New York Jets
Photo by Al Bello/Getty Images

The New York Jets are missing the playoffs, but the emergence of the offense has created excitement in an otherwise meaningless December.

Geoff Magliocchetti

FLORHAM PARK, NEW JERSEY—Officially unable to improve on matching 5-11 marks from the last two seasons, the New York Jets obviously did not punch their ticket to the NFL playoffs. Yet, their December slate has become must-see television.

Sunday’s home finale against the Green Bay Packers was one of the few games on the Week 16 NFL slate with zero playoff implications. An exciting back-and-forth showcase was punctuated with typical Jets antics, ones that were both preventable and beyond their control. When all was said and done, the Jets (4-11) were on the wrong side of the scoreboard yet again, falling 44-38 in overtime.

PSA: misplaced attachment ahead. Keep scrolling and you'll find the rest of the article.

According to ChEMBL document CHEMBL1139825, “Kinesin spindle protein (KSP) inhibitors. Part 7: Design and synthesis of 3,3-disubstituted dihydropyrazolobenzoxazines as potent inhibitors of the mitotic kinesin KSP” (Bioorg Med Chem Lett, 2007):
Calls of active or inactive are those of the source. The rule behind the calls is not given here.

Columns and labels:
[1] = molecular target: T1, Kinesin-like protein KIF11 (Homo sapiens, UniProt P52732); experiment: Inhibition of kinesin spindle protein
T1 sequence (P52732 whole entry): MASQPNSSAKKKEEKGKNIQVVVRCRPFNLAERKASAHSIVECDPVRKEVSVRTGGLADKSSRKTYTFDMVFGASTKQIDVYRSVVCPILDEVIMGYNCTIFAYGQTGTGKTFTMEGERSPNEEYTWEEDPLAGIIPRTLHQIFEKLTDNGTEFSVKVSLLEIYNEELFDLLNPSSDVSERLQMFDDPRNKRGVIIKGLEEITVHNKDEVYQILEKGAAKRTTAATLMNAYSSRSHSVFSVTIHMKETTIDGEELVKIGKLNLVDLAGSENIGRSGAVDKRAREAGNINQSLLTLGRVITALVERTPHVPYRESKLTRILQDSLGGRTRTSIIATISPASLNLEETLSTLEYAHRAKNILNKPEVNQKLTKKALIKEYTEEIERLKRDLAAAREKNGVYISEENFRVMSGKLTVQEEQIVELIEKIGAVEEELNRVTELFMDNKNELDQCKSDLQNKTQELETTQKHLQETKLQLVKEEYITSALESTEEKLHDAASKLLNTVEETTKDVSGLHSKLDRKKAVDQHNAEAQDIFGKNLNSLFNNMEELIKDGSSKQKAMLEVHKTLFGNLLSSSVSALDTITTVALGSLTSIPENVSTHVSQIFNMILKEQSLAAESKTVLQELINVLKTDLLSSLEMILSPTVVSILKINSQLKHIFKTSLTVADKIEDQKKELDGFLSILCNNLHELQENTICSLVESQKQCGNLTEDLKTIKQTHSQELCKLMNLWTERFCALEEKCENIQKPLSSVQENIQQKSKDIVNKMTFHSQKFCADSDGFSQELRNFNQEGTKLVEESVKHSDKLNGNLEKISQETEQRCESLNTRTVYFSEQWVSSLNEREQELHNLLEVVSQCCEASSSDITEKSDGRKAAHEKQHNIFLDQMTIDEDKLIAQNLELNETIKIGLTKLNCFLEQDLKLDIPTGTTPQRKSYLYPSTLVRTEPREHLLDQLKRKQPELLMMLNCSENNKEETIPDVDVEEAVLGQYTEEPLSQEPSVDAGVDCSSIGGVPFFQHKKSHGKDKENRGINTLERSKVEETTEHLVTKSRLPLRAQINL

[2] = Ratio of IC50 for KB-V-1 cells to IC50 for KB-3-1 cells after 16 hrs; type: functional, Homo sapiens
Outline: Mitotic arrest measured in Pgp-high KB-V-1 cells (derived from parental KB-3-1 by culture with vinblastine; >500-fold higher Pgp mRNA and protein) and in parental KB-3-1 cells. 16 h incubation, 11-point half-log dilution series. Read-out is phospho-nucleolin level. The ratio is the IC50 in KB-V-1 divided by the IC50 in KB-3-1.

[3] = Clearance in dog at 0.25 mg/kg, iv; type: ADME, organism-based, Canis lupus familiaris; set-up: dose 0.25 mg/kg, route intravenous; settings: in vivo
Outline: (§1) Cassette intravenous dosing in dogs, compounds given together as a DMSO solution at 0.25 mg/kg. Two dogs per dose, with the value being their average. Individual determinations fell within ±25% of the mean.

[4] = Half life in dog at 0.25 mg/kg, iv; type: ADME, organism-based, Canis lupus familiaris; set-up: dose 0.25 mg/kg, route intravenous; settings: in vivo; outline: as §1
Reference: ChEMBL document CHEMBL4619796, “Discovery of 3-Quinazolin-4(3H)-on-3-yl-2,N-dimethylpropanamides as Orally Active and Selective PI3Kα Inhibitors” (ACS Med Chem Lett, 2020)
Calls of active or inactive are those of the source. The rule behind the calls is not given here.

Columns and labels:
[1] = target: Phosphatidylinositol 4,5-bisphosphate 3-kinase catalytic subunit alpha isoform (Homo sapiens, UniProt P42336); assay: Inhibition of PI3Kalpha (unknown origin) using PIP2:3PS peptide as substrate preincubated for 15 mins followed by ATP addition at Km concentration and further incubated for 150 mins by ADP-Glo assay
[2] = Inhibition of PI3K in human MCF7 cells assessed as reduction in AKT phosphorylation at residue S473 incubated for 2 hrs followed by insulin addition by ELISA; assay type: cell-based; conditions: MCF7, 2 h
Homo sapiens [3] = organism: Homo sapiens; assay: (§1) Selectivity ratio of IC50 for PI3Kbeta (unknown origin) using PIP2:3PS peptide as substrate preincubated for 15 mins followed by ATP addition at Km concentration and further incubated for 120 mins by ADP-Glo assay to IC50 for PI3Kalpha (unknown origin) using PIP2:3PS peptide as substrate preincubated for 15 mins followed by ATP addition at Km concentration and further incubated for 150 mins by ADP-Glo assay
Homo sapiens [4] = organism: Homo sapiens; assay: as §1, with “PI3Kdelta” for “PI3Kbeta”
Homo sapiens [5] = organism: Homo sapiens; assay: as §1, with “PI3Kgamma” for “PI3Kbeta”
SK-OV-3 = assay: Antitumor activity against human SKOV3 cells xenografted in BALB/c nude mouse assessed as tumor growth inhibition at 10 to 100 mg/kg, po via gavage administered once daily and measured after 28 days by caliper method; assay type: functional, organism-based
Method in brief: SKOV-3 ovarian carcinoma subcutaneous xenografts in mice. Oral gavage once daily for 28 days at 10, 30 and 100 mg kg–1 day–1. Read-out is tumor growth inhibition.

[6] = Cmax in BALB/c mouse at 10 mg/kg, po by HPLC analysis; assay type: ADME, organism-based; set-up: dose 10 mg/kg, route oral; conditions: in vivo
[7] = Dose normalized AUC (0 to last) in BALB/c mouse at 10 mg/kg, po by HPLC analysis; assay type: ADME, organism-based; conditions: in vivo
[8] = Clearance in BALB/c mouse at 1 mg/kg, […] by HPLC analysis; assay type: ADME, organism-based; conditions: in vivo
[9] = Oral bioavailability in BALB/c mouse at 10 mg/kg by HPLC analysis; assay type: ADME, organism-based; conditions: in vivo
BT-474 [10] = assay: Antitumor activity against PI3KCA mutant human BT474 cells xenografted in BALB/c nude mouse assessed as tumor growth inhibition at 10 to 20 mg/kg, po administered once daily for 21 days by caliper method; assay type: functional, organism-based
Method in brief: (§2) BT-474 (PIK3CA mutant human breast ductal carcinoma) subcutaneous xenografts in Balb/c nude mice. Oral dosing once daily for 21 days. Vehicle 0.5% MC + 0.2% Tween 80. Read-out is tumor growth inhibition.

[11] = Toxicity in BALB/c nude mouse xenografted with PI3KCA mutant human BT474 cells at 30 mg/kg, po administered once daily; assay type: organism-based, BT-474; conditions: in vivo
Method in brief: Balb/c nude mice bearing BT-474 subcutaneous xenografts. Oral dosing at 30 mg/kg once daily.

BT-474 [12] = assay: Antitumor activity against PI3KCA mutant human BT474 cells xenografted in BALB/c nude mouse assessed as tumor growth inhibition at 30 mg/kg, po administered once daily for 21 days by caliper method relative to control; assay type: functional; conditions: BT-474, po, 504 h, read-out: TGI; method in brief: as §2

In the aftermath, pessimism reigned as players cast aside personal accomplishments to dissect another loss. But the fact there were so many positive exploits to ignore serves as a rare victory in and of itself.


Sam Darnold earned 341 yards and three scores, both becoming infantile career-highs. His connection with Robby Anderson improved further, as the veteran had 140 yards on nine receptions. Darnold’s fellow rookie, TE Chris Herndon, likewise had an early career day, with the tight end tallying 82 yards and his first touchdown since October. Running back Elijah McGuire set yet another season-high, recording 85 yards of offense and two end zone visits.